For companies grappling with digital transformation, IT must act as a strategic driver of the business rather than just a service organization or, worse, a bottleneck that chokes off innovation. IT teams often describe their cloud project goals similarly – to create better business results and customer experiences. And interestingly, at companies succeeding with digital transformation, the transformation and hybrid cloud work often intersect. Where, exactly?
“In short: Everywhere," says Jeff Budge, VP of advisory consulting and product management at OneNeck IT Solutions. He’s not alone.
“I believe hybrid cloud technologies are a requirement for organizations going through digital transformations,” says Nathan A. Ulery, managing director, performance services at IT consulting firm West Monroe Partners. “In many ways, IT leaders are seeing hybrid cloud technologies as a way of allowing them to transform from being the ‘department of no’ to the ‘department of yes’ – which is a critical component for digital efforts.”
For Jonathan Feldman, CIO of the city of Asheville, North Carolina, cloud and digital transformation come together as his team opens up new ways for internal and external customers to access and analyze data – especially to quickly test hypotheses. “We’re enabling employees to use data instead of worshipping at the altar of IT. And the data is accessible to people inside and outside the organization.”
[Want a deeper dive and more advice for CIOs on digital transformation? See our guide: What is digital transformation?]
Collaborative applications and cloud storage will start an organization down this road, but the real magic and speed happen when you start tapping into APIs for that data, Feldman notes. “Now we can put together dashboards that are user-created,” he says – as opposed to the old days of holding weeks of meetings about what needed to be in a dashboard, then IT building it.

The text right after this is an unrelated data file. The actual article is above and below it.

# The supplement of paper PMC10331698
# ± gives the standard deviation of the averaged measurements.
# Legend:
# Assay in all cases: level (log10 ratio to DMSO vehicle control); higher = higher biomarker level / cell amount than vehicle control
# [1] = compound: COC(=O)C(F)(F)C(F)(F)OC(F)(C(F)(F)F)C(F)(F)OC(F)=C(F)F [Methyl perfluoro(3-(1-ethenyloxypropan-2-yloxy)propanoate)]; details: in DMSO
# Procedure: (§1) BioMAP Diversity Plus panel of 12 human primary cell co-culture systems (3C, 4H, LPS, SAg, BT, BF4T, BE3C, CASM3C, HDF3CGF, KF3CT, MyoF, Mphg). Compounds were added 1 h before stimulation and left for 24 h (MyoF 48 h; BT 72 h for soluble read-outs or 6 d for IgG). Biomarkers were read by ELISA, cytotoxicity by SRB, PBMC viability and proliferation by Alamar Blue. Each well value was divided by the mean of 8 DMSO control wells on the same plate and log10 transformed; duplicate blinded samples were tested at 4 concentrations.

“A digital organization is extremely performance-metric based,” Feldman says. “We have to be able to collect data about whether hypotheses are true.”
For IT and business leaders who want to learn more about the connections between digital transformation and hybrid cloud, Budge breaks down digital efforts into three common categories:
- Using digital to transform your business model. “This is where a company re-evaluates their business model, or expands their business model, due to the influences of digital,” Budge says. “This is most often a business-driven imperative.” He points to GE’s Predix as a classic example of this type of digital transformation.
- Using digital to transform your operating model. “This is where a company automates existing operating model functions to gain better efficiency, reduce cost, and/or increase repeatability,” Budge says. This commonly occurs within IT shops themselves, especially those embracing automation and orchestration tools to streamline manual, day-to-day tasks and processes.
- Using digital to optimize a business function. This is the most common form of digital transformation, according to Budge, harkening back to business process optimization. “The concept of microservices and their alignment to specific business functions is where customers are beginning to focus.”
With that as a backdrop, let’s look at how each type of transformation intersects with cloud.
1. Business model transformation
In this category, an organization needs the ability to build and test new concepts quickly and efficiently, without running existing lines of business into the ground.